Prospecting on the Web – Cold Pitching and Client Sourcing Tips for the Cunning

It’s cold; icy cold out there.

Any and every digital freelancer this side of the monitor has their hands tied (or frozen, if you will) by the lack of clear-cut client sourcing solutions.

Sure, opportunities abound, but they are often difficult to locate in time to make the most of. Proper prospecting often involves an element of surprise coupled with timeliness, after all. If you can be in the right place at the right time (with the right product/service), then you can sell anything to anyone.

But, how exactly are you to manage such a noble feat when the first batch of results you bring up on Google in your fruitless search for clients includes incompetent guides on the subject of pitching and/or companies so large and proliferate, they would never have even the slightest need of a freelancer whatsoever?

Freelance writer and SEO expert Viraj Deshpande had the following to say about this woeful situation:

I feel like there’s a shortage of information related to finding prospects for cold pitching online. There are a lot of articles to be found, but most of the time they just skim the surface, and those that are in-depth and helpful are part of paid courses.

It’s about time someone shed some light on the hidden ways of the online client prospector!
This article will hopefully serve as a welcome cheat sheet for anyone looking to master such ancient and powerful prospecting sorcery in our electronic landscape without signing up for a master course worth three months’ pay. Without further ado, here are a few tips to consider working into your own prospecting process:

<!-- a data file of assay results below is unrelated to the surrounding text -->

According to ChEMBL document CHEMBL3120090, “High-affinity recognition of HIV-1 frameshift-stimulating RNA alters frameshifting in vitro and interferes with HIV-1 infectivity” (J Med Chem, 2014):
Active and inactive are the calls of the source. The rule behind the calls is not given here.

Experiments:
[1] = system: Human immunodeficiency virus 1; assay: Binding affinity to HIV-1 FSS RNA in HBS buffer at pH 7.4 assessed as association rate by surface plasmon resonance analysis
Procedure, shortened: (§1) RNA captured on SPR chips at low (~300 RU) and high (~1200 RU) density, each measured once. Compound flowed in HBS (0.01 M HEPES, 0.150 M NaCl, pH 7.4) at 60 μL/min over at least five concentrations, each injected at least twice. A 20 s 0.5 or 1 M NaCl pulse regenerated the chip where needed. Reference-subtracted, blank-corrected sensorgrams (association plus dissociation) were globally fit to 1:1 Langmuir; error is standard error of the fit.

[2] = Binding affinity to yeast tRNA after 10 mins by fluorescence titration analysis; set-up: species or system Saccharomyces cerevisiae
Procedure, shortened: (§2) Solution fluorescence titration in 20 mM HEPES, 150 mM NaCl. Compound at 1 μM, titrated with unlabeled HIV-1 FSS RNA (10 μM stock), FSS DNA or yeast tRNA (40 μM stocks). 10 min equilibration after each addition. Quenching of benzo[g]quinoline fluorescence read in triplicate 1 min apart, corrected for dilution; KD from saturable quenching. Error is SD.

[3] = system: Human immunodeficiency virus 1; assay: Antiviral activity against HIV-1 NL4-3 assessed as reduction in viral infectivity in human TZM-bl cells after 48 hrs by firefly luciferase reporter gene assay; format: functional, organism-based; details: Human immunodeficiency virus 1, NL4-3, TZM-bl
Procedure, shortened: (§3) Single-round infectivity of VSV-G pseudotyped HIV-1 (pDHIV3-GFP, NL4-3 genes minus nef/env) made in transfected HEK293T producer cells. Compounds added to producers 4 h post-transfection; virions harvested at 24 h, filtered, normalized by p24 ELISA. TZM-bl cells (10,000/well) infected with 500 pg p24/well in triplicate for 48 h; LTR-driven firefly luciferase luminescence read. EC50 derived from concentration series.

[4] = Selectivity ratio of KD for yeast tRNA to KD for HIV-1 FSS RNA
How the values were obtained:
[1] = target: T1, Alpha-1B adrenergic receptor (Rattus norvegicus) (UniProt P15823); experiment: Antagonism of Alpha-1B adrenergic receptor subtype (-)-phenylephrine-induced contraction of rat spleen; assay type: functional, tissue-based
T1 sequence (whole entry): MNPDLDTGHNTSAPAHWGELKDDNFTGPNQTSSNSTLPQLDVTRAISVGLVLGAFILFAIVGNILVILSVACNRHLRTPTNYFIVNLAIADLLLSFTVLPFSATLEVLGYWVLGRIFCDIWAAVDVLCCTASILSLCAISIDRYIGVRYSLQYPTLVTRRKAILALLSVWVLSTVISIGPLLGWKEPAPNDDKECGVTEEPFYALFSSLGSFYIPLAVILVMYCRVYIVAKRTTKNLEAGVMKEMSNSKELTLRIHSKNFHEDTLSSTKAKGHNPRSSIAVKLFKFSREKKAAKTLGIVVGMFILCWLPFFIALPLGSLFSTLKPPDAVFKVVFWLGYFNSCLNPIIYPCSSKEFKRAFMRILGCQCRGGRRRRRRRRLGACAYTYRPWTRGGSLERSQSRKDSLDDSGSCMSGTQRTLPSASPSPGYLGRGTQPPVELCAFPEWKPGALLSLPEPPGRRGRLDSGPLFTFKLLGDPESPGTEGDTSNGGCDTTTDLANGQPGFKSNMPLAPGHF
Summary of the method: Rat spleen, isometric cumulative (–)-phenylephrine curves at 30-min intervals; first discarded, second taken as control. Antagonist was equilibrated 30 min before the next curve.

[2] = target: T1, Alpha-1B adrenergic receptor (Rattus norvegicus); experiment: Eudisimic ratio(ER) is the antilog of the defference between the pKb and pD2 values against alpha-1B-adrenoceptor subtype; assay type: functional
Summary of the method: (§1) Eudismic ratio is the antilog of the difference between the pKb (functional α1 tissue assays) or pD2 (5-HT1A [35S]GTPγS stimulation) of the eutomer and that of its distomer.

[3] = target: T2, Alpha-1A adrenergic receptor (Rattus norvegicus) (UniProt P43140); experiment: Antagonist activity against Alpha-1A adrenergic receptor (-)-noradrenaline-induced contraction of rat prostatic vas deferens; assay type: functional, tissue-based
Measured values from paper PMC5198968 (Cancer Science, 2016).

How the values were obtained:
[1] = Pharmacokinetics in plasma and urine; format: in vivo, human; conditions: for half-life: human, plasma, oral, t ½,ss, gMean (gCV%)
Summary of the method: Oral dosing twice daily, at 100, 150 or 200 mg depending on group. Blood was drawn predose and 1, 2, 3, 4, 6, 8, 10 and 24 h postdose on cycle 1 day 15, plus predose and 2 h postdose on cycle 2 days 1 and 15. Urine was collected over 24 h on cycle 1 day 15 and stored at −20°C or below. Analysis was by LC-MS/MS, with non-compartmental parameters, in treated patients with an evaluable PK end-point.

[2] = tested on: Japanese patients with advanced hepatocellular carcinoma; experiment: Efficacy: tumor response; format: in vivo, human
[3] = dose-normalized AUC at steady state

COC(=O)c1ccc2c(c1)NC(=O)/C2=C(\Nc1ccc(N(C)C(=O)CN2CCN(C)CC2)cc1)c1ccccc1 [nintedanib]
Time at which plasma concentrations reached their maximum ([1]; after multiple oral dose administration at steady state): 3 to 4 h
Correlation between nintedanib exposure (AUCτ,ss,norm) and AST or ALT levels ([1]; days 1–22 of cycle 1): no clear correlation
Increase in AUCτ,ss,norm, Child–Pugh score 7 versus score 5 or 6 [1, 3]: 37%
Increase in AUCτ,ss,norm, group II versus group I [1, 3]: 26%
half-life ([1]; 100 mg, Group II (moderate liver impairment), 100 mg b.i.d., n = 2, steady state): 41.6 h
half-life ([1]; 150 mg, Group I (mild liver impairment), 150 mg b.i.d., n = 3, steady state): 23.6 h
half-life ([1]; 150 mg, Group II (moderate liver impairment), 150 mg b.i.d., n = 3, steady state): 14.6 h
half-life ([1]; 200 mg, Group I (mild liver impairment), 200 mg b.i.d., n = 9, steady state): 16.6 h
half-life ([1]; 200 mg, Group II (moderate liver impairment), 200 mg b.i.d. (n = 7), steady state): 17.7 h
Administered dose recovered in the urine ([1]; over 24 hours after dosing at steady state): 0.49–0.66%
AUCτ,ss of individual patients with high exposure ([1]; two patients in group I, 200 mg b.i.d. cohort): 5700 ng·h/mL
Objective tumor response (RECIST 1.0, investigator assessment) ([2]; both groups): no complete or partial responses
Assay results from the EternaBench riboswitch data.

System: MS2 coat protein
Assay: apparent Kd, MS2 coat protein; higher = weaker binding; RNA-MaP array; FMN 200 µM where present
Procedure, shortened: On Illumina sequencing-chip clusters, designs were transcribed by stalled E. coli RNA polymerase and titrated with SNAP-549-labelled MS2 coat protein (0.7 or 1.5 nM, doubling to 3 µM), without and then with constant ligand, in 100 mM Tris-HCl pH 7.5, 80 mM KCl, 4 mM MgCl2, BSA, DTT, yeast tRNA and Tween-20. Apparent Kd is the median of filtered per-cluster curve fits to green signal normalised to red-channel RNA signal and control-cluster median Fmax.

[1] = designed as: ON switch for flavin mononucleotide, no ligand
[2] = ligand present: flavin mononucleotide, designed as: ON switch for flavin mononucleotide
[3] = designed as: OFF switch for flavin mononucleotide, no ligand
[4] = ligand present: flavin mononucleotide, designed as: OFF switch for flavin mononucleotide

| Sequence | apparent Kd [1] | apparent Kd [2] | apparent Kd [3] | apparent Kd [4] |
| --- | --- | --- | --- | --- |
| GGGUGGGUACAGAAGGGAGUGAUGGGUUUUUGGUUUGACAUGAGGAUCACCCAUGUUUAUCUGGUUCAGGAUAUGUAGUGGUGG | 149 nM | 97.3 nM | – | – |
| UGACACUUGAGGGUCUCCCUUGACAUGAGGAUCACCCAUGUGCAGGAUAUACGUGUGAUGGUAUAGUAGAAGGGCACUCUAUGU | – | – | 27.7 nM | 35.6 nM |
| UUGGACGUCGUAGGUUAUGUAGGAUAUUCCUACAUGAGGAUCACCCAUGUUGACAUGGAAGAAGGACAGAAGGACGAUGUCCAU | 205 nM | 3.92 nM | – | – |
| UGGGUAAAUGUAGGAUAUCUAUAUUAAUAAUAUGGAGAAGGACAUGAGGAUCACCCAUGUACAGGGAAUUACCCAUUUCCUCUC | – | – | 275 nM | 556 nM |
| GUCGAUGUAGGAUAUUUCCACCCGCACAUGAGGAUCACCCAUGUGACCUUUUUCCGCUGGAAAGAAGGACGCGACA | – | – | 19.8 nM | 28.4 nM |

Use Alternative Search Engines


Google is grand, but there are plenty of other kids on the block for you to play with, and in the eyes of a prospector, they could very well prove to be a lot more fun!

DuckDuckGo is a popular contender, with results that are sure to be at least somewhat different from those that Google will throw at you. Unfortunately, their total number of results seems to be capped at a relatively small number.

Another useful alternative is Dogpile. You should be able to find a number of pages and businesses that would have been more difficult to locate on Google with this search engine.

A particularly useful alternative search engine is Search Tempest. This tool lets you scour Craigslist’s assortment of location-specific pages all at once for whatever you want.

Reddit is a great place to peek into if you really want to leave no stone unturned in your quest for clients. Try Search Reddit or Search By Site to sleuth out the good stuff without wasting days on there, though.

Ok, fine! If you really must go crawling back to our Google overlords, then you ought to at least learn how to use it properly. You can start by learning to use the advanced search page and then kick things up a notch with search operators.

Or, at the very least, you could try skipping to page 10 of your Google search results and contacting relevant businesses that appear at these lower levels of the Google ranking system. They are bound to be more receptive to offers from freelancers and you are unlikely to have anywhere near as much competition.

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